- Gebundene Ausgabe: 480 Seiten
- Verlag: Houghton Mifflin Harcourt; Auflage: 0002 (16. September 2005)
- Sprache: Englisch
- ISBN-10: 076457602X
- ISBN-13: 978-0764576027
- Größe und/oder Gewicht: 19 x 3,8 x 23,5 cm
- Durchschnittliche Kundenbewertung: 1 Kundenrezension
- Amazon Bestseller-Rang: Nr. 744.172 in Fremdsprachige Bücher (Siehe Top 100 in Fremdsprachige Bücher)
- Komplettes Inhaltsverzeichnis ansehen
The Cooking of Southwest France: Recipes from France's Magnificient Rustic Cuisine: Recipes from France's Magnificent Rustic Cuisine (Englisch) Gebundene Ausgabe – 16. September 2005
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'An indispensable cookbook' - Jeffrey Steingarten, "Vogue". When Paula Wolfert's "The Cooking of Southwest France" was first published in 1983, it became an instant classic. This award-winning book was praised by critics, chefs, and home cooks alike as the ultimate source of recipes and information about a legendary style of cooking. Wolfert's recipes for cassoulet and confit literally changed the American culinary scene. Confit, now ubiquitous on restaurant menus, was rarely served in the United States before Wolfert presented it. Now, twenty-plus years later, Wolfert has completely revised her groundbreaking book. In this new edition, you'll find sixty additional recipes - thirty totally new recipes, along with thirty updated recipes from Wolfert's other books. Recipes from the original edition have been revised to account for current tastes and newly available ingredients; some have been dropped.You will find superb classic recipes for cassoulet, sauce perigueux, salmon rillettes, and beef daube; new and revised recipes for ragouts, soups, desserts, and more; and, of course, numerous recipes for the most exemplary of all southwest French ingredients - duck - including the traditional method for duck confit plus two new, easier variations.Other recipes include such gems as Chestnut and Cepe Soup With Walnuts, magnificent lusty Oxtail Daube, mouthwatering Steamed Mussels With Ham, Shallots, and Garlic, as well as Poached Chicken Breast, Auvergne-Style, and the simple yet sublime Potatoes Baked in Sea Salt. You'll also find delicious desserts such as Batter Cake With Fresh Pears From the Correze, and Prune and Armagnac Ice Cream.Each recipe incorporates what the French call a truc, a unique touch that makes the finished dish truly extraordinary. Evocative new food photographs, including sixteen pages in full color, now accompany the text. Connecting the 200 great recipes is Wolfert's unique vision of Southwest France. In sharply etched scenes peopled by local characters ranging from canny peasant women to world-famous master chefs, she captures the region's living traditions and passion for good food. Gascony, the Perigord, Bordeaux, and the Basque country all come alive in these pages. This revised edition of "The Cooking of Southwest France" is truly another Wolfert classic in its own right. Alle Produktbeschreibungen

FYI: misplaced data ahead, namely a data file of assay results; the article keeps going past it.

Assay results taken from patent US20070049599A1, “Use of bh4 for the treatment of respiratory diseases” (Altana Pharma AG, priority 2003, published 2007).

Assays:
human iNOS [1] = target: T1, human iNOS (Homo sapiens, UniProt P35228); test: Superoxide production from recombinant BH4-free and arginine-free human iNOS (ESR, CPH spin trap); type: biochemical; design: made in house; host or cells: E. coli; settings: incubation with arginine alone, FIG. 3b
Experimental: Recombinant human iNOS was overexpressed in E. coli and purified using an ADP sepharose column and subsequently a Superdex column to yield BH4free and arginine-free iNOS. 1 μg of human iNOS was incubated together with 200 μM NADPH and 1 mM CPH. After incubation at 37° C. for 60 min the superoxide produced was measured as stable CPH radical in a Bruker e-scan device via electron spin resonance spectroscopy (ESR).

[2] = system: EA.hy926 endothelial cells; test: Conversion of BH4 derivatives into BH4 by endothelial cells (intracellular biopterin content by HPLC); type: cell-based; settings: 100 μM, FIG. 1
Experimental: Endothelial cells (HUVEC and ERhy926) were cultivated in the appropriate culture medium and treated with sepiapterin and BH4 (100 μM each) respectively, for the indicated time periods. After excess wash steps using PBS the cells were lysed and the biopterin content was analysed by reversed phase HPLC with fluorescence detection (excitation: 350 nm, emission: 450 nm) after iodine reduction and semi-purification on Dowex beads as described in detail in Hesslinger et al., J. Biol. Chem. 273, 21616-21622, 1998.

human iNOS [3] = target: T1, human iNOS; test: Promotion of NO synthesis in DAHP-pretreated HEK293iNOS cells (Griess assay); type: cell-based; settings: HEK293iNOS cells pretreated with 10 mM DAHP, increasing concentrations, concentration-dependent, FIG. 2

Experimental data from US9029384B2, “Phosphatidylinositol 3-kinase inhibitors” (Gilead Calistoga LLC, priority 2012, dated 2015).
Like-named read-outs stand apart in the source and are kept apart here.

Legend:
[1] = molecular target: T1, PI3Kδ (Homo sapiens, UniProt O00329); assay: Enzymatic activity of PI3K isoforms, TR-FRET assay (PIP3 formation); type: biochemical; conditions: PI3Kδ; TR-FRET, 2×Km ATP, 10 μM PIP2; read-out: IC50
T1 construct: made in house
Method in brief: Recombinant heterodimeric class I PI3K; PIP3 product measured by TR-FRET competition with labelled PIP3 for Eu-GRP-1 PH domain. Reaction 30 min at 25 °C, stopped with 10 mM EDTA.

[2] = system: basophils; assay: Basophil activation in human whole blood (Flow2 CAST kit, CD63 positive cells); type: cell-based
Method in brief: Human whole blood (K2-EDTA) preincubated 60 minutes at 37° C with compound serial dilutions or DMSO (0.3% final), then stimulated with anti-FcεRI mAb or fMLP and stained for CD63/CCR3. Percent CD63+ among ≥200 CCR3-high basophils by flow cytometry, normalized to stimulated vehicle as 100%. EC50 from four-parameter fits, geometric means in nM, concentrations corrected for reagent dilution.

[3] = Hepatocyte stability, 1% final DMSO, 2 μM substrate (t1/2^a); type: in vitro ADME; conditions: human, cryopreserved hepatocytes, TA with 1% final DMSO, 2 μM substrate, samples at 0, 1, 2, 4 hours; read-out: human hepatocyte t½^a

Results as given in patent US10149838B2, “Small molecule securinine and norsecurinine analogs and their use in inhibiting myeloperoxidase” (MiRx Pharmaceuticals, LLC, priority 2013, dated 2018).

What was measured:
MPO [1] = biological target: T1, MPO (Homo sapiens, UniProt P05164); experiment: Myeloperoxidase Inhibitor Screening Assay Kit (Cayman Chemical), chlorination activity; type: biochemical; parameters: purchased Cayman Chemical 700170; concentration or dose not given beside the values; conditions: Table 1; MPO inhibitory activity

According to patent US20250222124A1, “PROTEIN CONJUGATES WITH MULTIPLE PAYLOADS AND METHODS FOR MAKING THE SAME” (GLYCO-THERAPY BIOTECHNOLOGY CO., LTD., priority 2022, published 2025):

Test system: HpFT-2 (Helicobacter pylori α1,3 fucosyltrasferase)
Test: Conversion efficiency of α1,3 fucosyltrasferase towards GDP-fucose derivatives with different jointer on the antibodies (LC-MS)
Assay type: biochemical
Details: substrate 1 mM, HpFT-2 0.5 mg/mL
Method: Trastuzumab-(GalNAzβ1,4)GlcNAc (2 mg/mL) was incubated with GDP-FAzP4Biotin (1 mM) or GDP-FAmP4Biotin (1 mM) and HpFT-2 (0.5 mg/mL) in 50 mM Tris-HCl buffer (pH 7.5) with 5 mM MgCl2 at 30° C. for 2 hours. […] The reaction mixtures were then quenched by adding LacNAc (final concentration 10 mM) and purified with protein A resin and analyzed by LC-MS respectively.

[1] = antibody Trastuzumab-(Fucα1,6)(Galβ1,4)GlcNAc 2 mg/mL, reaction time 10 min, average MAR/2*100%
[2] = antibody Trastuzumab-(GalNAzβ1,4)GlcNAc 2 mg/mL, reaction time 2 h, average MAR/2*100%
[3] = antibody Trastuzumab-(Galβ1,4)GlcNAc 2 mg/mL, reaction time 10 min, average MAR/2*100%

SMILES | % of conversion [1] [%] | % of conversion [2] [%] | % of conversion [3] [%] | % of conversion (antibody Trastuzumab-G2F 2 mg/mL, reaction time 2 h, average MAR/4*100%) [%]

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Now about those recipes: Richard Olney has long been my standard for great cooking instruction. His recipes manage to be clear and opinionated, true to the region [in his case mostly Provence] but manageable in a big-city American kitchen, relentless in their pursuit of pleasure, dismissive of the narrow and purse-lipped health obsessions of the food-as-medicine Anglo-Saxon crowd, and deeply informed about the ingredients per se. Paula Wolfert, to my knowledge, is the first writer of cookbooks to equal Olney's contribution. Her style is more broadly journalistic and less opinionated, but her recipes are equally true to their sources.
That being said, her sources are French. French farmhouse kitchens and French starred restaurants. So these recipes can be arduous, a real stretch for the average American home kitchen. Many recipes require not only equipment most Americans don't own, but techniques that are dificult to master and even harder to research. But we welcomed Julia Child by spending more time in the kitchen and more money buying kitchen tools, and Wolfert's recipes deserves that same dedication. As Richard Olney said, paraphrased: "The best food requires effort and skill and a sensitivity to the raw materials". So, after stretching my well-equipped kitchen to the limits this last weekend making a beef daube with cepes-prune sauce, stuffed onion a la Michel Bras, and God knows what other multi-page recipes only He can forgive, I can say that if your stove can't sloooow simmer, if you don't have a fine seive, if you don't have access to real cepes, if the idea of reducing two bottles of Cahors to two cups of sauce makes you shudder, and if you don't want to stand at the stove skimming and re-skimming, then this book isn't for you. Don't just open this book on the evening before the boss is due for dinner. Start a week ahead and plan well, and know that your efforts will be rewarded if you are true and steadfast.